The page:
Many say that Japan is extremely reliant on foreign medical devices. For instance, US exports to Japan of medical technologies account for 23% of the market share, and when it comes to advanced medical technologies, this percentage rises to 60%. You are an example of a company that not only provides the domestic market but is competitive internationally.
How do you believe that this dependency on foreign medical devices has started to change, and in fact is it turning around completely?
Overall, roughly 50% of medical devices are being imported but this is beginning to change. Our company was established in 1972 as an industrial wire rope manufacturing company, and then 20 years later we entered the medical industry by opening a Medical Development Headquarters to start R&D within the medical devices industry. Various wire products are used in the medical and industrial device fields. Asahi Intecc develops, produces and sells PTCA guide wires, PTCA guiding catheters and PTCA balloon catheters.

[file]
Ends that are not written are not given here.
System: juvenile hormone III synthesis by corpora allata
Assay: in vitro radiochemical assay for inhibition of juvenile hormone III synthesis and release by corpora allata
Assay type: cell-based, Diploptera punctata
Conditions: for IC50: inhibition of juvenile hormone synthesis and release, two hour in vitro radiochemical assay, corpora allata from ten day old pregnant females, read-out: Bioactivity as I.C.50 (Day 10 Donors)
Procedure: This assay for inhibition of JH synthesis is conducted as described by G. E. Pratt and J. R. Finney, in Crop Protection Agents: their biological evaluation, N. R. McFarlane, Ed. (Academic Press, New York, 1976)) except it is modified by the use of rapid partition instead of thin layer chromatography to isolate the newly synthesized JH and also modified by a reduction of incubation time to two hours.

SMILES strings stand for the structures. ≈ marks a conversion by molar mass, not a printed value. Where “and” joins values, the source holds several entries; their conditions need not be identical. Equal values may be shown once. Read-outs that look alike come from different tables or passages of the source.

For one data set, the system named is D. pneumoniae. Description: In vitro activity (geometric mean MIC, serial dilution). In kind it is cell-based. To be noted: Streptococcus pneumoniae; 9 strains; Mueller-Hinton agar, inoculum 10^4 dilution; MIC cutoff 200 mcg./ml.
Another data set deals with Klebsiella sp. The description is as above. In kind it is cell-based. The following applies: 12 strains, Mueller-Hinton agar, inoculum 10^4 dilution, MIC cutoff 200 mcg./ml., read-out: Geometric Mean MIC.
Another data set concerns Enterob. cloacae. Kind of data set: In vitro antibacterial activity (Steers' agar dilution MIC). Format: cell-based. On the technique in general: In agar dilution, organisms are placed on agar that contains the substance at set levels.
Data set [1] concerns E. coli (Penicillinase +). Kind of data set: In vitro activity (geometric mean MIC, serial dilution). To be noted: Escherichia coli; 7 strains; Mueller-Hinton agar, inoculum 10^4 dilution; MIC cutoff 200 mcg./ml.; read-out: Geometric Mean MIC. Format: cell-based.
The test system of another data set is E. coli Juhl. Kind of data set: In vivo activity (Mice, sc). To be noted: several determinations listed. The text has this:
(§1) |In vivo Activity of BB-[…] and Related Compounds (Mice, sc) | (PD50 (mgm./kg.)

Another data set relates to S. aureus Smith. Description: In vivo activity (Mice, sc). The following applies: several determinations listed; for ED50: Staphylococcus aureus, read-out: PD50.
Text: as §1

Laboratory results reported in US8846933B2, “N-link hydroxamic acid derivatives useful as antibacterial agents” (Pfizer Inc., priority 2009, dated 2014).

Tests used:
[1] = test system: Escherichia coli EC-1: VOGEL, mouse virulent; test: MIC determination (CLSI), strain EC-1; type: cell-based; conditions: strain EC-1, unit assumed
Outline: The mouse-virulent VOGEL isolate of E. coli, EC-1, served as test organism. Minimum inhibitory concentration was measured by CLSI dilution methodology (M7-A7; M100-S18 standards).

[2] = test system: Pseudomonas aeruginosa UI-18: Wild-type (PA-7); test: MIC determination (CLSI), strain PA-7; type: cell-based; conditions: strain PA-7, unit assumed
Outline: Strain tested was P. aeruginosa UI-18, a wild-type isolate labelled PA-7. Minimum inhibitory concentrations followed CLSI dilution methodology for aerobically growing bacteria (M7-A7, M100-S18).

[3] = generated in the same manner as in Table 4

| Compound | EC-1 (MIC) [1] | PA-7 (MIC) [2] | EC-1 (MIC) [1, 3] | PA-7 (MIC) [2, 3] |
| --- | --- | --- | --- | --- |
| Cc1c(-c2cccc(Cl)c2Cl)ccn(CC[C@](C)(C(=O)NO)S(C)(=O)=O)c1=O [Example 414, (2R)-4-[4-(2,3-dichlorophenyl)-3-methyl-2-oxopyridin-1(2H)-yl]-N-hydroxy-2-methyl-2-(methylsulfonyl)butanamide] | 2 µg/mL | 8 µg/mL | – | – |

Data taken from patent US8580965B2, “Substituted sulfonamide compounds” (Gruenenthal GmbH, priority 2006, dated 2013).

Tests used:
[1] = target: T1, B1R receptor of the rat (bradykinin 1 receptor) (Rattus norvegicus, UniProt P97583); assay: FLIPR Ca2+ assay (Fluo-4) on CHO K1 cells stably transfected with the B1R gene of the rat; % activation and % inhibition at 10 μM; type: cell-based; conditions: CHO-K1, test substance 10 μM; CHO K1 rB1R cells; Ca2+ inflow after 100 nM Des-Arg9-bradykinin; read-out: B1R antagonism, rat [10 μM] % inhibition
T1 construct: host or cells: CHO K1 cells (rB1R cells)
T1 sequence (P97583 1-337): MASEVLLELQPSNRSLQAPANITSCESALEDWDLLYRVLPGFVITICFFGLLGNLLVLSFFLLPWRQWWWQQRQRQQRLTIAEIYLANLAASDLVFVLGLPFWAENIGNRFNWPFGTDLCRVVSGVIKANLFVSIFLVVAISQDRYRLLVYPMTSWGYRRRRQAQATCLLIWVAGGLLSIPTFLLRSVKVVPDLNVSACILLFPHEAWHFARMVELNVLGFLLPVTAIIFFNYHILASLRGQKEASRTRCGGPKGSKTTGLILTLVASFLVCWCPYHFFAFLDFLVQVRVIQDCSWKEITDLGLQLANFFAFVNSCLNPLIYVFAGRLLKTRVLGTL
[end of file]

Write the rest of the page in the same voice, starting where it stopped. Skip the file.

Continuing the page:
Our products are used for minimally invasive treatments. Cardiovascular products are our main products. The catheter markets continue to expand significantly with the spread of minimally-invasive treatments. Now, with guide wires as our main product we have extended to 108 countries and have a 40% of the international market share.